When buying a condo, knowing the right questions to ask when comparing options is essential to ensuring your new home fits all of your needs. Below are some of the most important questions to ask and things you need to know when buying a condo!
1. What are average monthly condo fees?
Purchasing a condo means that your expenses might vary monthly and shift greatly year-to-year, so make sure your budget is in check before signing on the dotted line. Do so by fully understanding the condo fees at your new home. Not entirely sure what to expect for HOA fees? Realtor.com offers an overview of communal expenses, but you can get a more accurate idea of your living expenses by jumping into the finance reports of your condo association.
2. What do condo fees cover?
Moving to a condo to escape lawn care and snow removal? Looking forward to complimentary storage space? Make sure these amenities and services are included in your monthly condo fees. While it’s common that shared spaces like a pool, fitness center, and patio are covered by HOA fees, it’s important to fully understand how fees work with your association before buying a condo. Ask about recent raises in condo fees and if there are any expected increases in the future to save yourself a headache later.
3. Are the homeowners association’s finances in order?
Taking the time before signing to make sure the money going into condo fees is being properly managed could save you dividends in the future. One large factor that determines if your fees will increase depends on reserve funds. Damage to condo property, a fire, or even a much-needed update to a shared space could increase monthly fees if there aren’t sufficient reserve funds. Predict these expenses by asking if there are any upcoming special assessments. Otherwise, you could be paying a big one-time bill for maintenance fees.
4. Is there any pending litigation?
Legal fees facing the condo association could quickly affect your monthly budget. Before committing to a condo, ask if there are any current lawsuits underway and look into your condo’s liability insurance. Not only is condo litigation something that could hurt your budget, but frequent lawsuits point to poor management and drama within the community.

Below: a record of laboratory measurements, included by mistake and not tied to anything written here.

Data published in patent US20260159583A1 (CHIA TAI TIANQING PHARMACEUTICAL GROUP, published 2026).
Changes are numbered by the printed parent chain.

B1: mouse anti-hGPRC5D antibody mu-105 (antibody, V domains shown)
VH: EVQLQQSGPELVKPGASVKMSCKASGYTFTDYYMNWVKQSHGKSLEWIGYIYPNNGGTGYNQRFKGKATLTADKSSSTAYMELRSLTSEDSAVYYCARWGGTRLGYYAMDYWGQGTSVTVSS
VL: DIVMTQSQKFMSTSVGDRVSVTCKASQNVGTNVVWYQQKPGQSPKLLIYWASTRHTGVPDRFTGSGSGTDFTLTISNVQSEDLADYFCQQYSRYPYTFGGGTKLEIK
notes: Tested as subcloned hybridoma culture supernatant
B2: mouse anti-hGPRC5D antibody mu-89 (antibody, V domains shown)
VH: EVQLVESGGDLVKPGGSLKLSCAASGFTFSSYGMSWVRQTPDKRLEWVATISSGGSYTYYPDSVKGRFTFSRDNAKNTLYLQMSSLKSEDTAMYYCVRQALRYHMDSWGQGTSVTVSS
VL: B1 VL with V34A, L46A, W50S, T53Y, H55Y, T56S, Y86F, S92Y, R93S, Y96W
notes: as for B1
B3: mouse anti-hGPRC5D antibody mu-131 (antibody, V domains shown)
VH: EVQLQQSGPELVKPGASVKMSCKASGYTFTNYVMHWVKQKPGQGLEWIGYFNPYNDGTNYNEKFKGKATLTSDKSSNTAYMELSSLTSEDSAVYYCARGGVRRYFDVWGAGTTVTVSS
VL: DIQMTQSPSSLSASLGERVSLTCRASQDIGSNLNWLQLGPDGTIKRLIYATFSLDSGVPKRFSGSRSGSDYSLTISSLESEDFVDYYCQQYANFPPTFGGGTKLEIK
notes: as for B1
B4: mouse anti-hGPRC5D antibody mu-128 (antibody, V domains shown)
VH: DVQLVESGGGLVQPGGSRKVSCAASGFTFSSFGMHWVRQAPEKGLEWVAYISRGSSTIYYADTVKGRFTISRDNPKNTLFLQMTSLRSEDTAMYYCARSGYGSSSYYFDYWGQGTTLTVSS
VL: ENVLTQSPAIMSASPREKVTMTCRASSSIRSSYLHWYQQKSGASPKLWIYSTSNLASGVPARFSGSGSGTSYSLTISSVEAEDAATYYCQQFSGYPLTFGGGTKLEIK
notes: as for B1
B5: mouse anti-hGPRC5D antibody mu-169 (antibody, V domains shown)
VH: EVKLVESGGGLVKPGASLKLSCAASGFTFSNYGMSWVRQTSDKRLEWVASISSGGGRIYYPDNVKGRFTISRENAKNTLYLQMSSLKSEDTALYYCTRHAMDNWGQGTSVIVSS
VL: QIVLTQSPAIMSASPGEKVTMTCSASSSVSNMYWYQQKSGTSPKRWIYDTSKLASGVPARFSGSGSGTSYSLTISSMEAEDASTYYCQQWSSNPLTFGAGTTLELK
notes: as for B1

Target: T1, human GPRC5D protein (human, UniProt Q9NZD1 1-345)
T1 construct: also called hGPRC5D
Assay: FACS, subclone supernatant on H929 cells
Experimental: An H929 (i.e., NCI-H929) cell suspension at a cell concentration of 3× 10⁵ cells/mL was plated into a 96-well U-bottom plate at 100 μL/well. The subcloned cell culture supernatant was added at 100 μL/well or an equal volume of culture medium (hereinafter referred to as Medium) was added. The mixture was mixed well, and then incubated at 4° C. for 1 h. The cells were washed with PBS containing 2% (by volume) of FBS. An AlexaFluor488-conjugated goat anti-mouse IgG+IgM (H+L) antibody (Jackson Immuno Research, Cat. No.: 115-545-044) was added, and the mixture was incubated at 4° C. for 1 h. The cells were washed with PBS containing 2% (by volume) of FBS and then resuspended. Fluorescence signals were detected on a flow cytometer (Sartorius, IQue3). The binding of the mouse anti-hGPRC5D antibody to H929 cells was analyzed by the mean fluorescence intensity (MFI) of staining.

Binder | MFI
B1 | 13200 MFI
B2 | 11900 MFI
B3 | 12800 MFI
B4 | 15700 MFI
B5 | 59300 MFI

5. What does condo insurance cover?
Another thing to consider when buying a condo is the insurance policy. An inclusive master policy could save you money overall. However, if the condo association has cut corners to save money, their policy might not cover your personal belongings or the appliances within your unit. Looking into the policy before you close on your condo could save you from needing costly supplemental insurance.
6. What are the HOA’s rules?
Can you have a large dog? Do you get to put up Christmas decorations? Where can visitors park? Are you allowed to list your space on Airbnb or rent it out long-term? These questions might slip your mind when you’re in the thick of negotiating your condominium purchase, but they could ultimately determine if condo living is right for you! Before you commit, make sure you have a physical copy of the HOA rules, bylaws, and regulations.
7. Can you see the condo board’s meeting minutes?
One of the best ways to understand the community you’re about to join is to look at the minutes from past meetings. These notes will help you get a better idea about how the place is run and the current financials. Worried about poor soundproofing or overly-involved neighbors? Condo meeting minutes can give you an idea about the most common complaints and how they’re handled. Did you request to see the condo associations records and get denied? This could be a red flag that the development is lacking transparency.
8. What is the potential resale value?
Obviously, you can’t predict the future. And neither can the condo association. But there are certain factors to consider to ensure you’re making a smart investment. The condo market can be rather unpredictable but here are some things to consider before making the leap:
- Condo Fees: Make sure your HOA fees are similar to nearby developments. If your fees are egregious compared to nearby condominium communities, you might struggle to sell your condo in the future.
- Buyers vs. Renters: Seeking out condo communities with fewer renters or one that’s for buyers-only can help you increase the odds of a high resale value.
- Amount of Unsold Units: Lots of unsold units are usually not a good sign. Check first to see how many properties are still on the market and how long they’ve been there.
Buying a condo is a big commitment. But knowing the right questions to ask can help you make the entire process a little more manageable. A few extra hours of research now could save you from a less than ideal living situation in the future, so it’s time do your homework! Learn more about the advantages and disadvantages of buying a condo.